Perhaps something to do with being followers of Jesus Christ, who is divine; and about the Christian hope for Heavenly, resurrected life eternal. Although any such short statement would need to be understood in a broader context of assumptions concerning the nature of God, creation and its purposes.
In the meanwhile, I think serious Christians are following their hearts, rather than their rational minds or inculcated gut-feelings; and are feeling drawn to regard other serious Christians as allies - and most of their supposed co-religionists as on the side of the enemy.
And I think this implicit Core Christianity is both right, and hopeful. We should stick with it, and see where it takes us.
"Sooner of later there will need to emerge some kind of very simple, explicit statement which can be endorsed by all Core-Christians - and about-which they can explicitly unite.Perhaps something to do with being followers of Jesus Christ, who is divine; and about the Christian hope for Heavenly, resurrected life eternal. Although any such short statement would need to be understood in a broader context of assumptions concerning the nature of God, creation and its purposes."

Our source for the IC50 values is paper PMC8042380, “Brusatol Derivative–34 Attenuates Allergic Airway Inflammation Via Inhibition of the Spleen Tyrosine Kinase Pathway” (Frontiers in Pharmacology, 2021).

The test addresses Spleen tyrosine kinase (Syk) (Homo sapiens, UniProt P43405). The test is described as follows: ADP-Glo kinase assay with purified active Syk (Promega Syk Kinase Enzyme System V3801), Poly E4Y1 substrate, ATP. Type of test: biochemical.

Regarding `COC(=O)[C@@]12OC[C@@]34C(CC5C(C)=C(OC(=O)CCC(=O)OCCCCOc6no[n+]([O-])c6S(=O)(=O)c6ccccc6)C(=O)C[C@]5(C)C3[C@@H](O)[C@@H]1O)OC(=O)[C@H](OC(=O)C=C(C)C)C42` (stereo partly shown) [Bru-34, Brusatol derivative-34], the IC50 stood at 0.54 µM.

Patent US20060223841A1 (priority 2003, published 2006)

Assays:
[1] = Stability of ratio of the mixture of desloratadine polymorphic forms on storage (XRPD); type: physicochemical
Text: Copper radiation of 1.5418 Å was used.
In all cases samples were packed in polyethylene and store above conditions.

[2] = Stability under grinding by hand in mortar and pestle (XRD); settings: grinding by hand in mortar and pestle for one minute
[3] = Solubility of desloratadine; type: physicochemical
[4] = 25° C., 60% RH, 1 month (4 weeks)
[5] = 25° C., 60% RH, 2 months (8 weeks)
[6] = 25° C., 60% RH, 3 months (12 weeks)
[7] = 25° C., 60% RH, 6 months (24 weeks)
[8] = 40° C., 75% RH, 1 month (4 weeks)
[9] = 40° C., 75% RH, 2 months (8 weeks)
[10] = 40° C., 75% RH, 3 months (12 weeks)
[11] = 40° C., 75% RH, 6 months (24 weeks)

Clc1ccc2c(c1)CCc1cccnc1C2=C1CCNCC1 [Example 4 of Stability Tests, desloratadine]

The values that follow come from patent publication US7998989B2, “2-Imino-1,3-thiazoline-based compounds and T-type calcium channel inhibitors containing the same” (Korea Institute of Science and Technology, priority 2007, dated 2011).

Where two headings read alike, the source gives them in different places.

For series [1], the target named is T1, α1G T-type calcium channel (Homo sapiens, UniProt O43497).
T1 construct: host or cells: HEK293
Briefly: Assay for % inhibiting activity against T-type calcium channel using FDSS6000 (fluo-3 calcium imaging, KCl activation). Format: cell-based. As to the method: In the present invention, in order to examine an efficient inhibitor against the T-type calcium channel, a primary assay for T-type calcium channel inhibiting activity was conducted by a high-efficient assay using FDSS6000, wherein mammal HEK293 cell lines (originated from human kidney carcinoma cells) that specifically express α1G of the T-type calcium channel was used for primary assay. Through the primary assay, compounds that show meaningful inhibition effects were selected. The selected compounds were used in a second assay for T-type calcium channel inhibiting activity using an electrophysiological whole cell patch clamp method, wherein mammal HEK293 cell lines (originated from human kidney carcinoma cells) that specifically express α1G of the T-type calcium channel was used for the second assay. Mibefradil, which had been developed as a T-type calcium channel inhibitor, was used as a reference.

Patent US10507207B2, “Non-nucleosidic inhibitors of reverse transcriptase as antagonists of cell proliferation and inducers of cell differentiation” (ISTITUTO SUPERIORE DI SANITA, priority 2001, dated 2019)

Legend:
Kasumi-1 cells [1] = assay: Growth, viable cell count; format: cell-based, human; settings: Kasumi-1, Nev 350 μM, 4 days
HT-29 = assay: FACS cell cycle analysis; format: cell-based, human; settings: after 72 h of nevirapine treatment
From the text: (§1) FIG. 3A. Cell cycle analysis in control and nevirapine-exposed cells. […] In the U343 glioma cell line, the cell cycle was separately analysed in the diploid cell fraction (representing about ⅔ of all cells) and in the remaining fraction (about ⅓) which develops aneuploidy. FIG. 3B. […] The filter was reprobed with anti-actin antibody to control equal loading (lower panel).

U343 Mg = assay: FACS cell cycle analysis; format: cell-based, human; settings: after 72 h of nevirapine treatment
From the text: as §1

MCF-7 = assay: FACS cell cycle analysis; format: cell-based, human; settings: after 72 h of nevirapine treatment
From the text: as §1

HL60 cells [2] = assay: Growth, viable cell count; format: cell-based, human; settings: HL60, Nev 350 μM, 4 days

The Bible itself:
John 3:16 "For God so loved the world that He gave His only begotten son, that whoseever believeth in Him shall not perish, but shall have eternal life."
"In the meanwhile, I think serious Christians are following their hearts, rather than their rational minds or inculcated gut-feelings; and are feeling drawn to regard other serious Christians as allies"
I agree. This alliance of Christians based on heart thinking is exactly the sort of new means of cohesion that we are supposed to be developing towards in this era.
I agree wholeheartedly. Moreover, I believe this has to happen; otherwise the future of Christianity is quite bleak.
I think doctrine is important, because truth is important.
But, as a traditional Catholic, my doctrine is closer to that of a traditional Protestant than to that of a liberal Catholic.
I regard a traditional Protestant as a misguided Christian with good intentions ("separated brethren", as they are called in the Catholic tradition) . I regard a liberal Catholic as a non Christian and son of the evil one (worse than an atheist).